21-year-old Durand was one of several shortlisted writers who were entering their work into a competition for the first time. She said, it was ‘a chance to combine my love of writing and…the inspiration of what’s in the mind.’ It forced her ‘to write…to actually be creative within a timeframe’, and it ‘was just a pleasure’ to be selected. Joanna McFarlane, one of two candidates shortlisted for poetry, wrote her piece several years ago and was convinced to enter it by her partner. ‘I’m really glad that she gave me the confidence to send it in,’ she said, ‘because I probably wouldn’t have otherwise done so. It was really nice to be part of it.’
Her poem, ‘White Coats’, is based on her own experience of mental health institutions and ‘it’s about giving away power to professionals and being lost in the psychiatric system.’ McFarlane is just one writer in the competition who uses technical skill to accentuate the power drawn from her personal context. She writes, ‘They are coming to free me from my prison; / shock me / with their peculiar brand of truth. / It goes like this: / I am a patient in a psychiatric hospital / and they are here to help me.’
Similarly, Kerry MacIver’s short story ‘The ECT Experience’ describes her traumatic time as a psychiatric patient. What comes across in the narrative is the total barrier between her protagonist and the doctors and nurses who are administering her treatment. ‘How barbaric,’ she writes at one point. ‘I can’t believe he does this day in, day out. It must get so boring after a while.’ The professionals in the story are largely distant and impersonal, unable and unwilling to see the effect the treatment is having.
‘I read my medical notes a few years ago,’ MacIver says, ‘and it was very interesting because my perception of what happened was very different from their perception. But back then, I was very ill and it was a much different time. I always felt it was them and us but I’ve learned a lot since then.’ She wrote the piece two years ago and her work is now having a direct impact on how ECT treatment is delivered. It’s ‘being used in training for ECT doctors and nurses, because there’s a lot of things they don’t know – patients don’t tell doctors everything. So, I’m glad that something good has come out of it.’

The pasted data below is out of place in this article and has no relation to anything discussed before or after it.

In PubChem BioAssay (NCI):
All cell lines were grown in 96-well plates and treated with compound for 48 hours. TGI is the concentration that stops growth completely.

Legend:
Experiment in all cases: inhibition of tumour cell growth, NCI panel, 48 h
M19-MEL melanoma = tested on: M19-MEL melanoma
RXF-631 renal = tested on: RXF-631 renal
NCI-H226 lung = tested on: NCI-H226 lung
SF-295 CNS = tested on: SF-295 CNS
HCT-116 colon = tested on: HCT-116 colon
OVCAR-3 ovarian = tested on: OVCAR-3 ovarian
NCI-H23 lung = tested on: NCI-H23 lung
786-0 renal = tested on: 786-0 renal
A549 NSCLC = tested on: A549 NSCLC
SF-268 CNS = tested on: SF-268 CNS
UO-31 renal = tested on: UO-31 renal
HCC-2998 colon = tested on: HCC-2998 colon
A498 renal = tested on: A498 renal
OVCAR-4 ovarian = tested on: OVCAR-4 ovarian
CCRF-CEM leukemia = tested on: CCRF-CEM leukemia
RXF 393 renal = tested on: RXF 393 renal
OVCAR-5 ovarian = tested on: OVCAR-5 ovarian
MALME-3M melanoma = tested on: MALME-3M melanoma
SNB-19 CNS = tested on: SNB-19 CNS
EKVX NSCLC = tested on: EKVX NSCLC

The fact that so many of the entries are rooted in direct personal experience is the main thing that separates the SMHAFF Writing Awards from other writing competitions. Each of the judges emphasised the inspiration they took from every entry and how difficult it was to select the winners. Gordon Johnston, Chair of Bipolar Scotland, said, ‘What these entries brought home to me is the power of words…As readers and judges, there were moments when we laughed at some of the entries…were horrified at some of the personal stories [and] angry at some of the things that people have been forced to go through. But, [we were] always affected by the writer who had reached into themselves and used their own experiences to create something.’
Writing can also be an extremely powerful tool for helping people manage and recover from their mental health conditions. Johnston described two ways that writing has made a real difference to the people he’s worked with. ‘Firstly…the more they know about their condition, the more they get to know about themselves, the more they can do to stay well. And also, there’s the power of sharing…When you have a mental illness, it can be very lonely…and sometimes there’s power in just feeling that other people are suffering in the same way and other people react in the same way. It gives you that shared understanding.’
Hazel Christie, whose shortlisted entry ‘Just Talking’ explores her encounter with ‘psychotherapy’s invisible boundaries’, has only recently taken up creative writing. But, already she’s finding that it’s having an impact on her life. ‘I started to do some more creative writing five or six months ago and joined a creative writing group…I’ve found it a really therapeutic experience actually. It has given me a different way to explore some of the issues that are bothering me…without needing someone to talk to…It [gives] me the space to look back and say I was in an incredibly bad place and look how far I have come…In some ways, it’s a space of recovery. Writing is a space of recovery for me.’
Written by Rob Dickie